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More cloud means many things, including more opportunity and flexibility. But it also means more headaches for IT.
Services and data managed by modern IT departments is quite different from just a few years ago. Most companies have workloads, applications and services that exist on premises and in the cloud -- or even multiple clouds. Employees work wherever they have internet access. Asset protection gets more challenging as users have an evergrowing list of access methods. Azure Active Directory (Azure AD) conditional access can give IT a way to maintain control over their expanding IT real estate through creating a set of policies that require users to perform approved actions to gain access to an application. Azure AD also decides, based on a combination of factors, when to require more login checks. Building policies with several conditions give administrators a layered approach for added security.
Changing times require updated security practices
It is no longer acceptable to rely on simple assumptions to grant access to resources. For example, you can't block all access from countries in the Asia-Pacific region. Companies need more flexibility to handle more unique login combinations.
The company may require a different authentication level when a user logs in from their phone versus the corporate laptop. For compliance reasons, the executive team may be subject to more stringent controls than frontline workers. Access attempts from known good networks can still be a threat due to phishing and compromised credentials.
These factors add up to dynamic environments that don't allow for a simple set of rules to govern access. Organizations must determine if a login attempt is legitimate or a threat as it happens, and Azure AD conditional access policies give enterprises real-time analysis of logins to stop potential threats.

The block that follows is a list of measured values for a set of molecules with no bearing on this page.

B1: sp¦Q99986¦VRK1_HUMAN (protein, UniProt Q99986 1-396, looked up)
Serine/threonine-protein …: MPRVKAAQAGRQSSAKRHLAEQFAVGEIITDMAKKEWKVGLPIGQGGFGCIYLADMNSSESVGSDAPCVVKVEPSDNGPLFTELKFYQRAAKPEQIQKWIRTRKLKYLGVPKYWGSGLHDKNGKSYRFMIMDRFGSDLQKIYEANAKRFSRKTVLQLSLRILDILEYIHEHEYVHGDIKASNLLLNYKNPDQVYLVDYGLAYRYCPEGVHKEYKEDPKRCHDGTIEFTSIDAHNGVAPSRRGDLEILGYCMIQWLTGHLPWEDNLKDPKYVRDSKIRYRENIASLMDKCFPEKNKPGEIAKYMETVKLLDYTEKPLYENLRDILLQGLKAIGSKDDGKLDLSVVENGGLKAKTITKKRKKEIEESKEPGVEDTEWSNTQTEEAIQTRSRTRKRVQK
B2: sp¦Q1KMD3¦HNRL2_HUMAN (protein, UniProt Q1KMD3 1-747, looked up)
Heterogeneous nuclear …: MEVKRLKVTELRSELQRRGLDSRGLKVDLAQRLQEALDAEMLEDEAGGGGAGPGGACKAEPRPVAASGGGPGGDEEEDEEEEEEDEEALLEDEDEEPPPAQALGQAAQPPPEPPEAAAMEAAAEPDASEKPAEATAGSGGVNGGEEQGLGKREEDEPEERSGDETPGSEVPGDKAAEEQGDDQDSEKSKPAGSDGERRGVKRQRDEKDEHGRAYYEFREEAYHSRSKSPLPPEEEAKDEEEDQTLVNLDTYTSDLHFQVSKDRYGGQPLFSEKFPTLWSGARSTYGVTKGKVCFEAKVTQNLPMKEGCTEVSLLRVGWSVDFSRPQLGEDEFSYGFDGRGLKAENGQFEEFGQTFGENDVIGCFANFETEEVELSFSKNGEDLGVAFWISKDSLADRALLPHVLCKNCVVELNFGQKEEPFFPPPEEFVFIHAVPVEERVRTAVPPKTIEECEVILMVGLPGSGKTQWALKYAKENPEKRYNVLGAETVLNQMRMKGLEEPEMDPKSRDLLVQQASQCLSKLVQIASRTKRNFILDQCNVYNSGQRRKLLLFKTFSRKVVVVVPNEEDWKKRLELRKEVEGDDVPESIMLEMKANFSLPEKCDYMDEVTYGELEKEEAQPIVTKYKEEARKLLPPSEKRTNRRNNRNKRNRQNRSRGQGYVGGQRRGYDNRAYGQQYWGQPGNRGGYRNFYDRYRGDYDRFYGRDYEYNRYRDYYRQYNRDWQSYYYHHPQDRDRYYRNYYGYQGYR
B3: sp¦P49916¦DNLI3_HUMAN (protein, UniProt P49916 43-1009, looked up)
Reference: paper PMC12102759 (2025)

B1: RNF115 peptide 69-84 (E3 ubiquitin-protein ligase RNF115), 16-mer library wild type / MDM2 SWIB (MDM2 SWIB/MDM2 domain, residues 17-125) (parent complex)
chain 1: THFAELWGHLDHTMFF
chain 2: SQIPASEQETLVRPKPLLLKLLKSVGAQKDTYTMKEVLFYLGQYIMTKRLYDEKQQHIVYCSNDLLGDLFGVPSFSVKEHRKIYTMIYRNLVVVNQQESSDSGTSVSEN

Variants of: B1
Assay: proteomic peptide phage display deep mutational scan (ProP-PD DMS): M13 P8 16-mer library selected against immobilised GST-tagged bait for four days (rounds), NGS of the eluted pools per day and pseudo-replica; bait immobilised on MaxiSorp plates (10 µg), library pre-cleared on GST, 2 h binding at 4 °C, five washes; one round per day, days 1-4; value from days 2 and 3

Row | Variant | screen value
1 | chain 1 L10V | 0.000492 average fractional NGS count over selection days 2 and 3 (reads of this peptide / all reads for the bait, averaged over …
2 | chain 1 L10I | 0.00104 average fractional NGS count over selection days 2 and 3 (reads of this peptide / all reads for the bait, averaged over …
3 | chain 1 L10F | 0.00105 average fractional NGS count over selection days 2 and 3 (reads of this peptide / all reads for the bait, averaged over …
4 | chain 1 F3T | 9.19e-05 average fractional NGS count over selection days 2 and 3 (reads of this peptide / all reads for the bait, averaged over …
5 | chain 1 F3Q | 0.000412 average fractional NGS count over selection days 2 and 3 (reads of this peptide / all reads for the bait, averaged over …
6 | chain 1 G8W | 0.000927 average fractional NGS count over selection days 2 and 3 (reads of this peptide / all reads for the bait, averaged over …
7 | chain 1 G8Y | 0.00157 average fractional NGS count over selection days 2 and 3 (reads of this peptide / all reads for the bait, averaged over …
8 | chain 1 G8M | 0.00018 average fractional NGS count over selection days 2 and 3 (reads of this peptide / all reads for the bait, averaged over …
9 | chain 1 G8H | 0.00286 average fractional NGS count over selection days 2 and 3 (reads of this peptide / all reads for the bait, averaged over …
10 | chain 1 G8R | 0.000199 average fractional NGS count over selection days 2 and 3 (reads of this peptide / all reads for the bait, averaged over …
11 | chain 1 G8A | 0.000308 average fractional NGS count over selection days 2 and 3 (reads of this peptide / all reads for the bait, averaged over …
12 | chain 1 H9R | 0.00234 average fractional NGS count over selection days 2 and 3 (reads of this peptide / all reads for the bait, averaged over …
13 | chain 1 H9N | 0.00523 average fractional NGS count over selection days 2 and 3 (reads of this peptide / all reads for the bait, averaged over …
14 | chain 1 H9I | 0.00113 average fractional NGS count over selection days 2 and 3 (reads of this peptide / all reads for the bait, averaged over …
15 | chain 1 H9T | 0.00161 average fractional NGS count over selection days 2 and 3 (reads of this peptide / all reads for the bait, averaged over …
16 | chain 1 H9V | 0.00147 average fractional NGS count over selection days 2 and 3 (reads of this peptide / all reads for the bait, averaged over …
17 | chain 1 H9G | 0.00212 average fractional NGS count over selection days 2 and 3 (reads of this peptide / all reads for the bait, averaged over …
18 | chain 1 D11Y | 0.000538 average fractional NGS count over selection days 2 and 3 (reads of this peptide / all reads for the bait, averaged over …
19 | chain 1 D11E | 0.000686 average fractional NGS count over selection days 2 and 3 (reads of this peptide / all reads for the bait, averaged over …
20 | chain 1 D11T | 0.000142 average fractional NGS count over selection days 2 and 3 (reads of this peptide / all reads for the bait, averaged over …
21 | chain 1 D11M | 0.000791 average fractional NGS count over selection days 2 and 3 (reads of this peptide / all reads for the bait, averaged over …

What is Azure AD conditional access?
Azure AD conditional access is a set of policies that layer on top of an already successful access attempt. Policies are a set of requirements that grant or deny access. The policies use "signals" from many sources as part of the process to allow access, require more stringent access controls, such as two-factor authentication, or deny access. Signals are common criteria, such as user and group membership in Azure AD and the application being accessed, but also rely on other data, such as public IP location or the device type.
Conditional access policies use real-time risk intelligence data in Azure AD Identity Protection and the Microsoft Defender for Cloud Apps, formerly known as Microsoft Cloud App Security, to determine the risk level for each access attempt. If the risk threshold is met, Azure AD will require extra login information or deny the connection.
How to understand how conditional access policies work
To envision how these policies work, think of an if-then statement used in programming. If a user wants to access a resource, then they must complete an approved action and/or meet a set of conditions. For example, you can limit access to an HR application to HR staff who are using Azure AD-joined devices. You can limit access to a payroll application from known corporate IP ranges and require multifactor authentication (MFA). There are many combinations of requirements for a single user or application. You can also apply more than one policy to each cloud-based resource.
Besides these rules, Azure AD also enforces MFA for attempts that raise a security red flag. For example, if I normally log in from an addresses in the U.S., Azure AD may require additional security prompts if it sees an access attempt from another country. Azure AD may outright deny a login attempt from an IP of a known bad actor.
How to develop a conditional access policy in Azure AD
The console to configure a conditional access policy is simple to understand.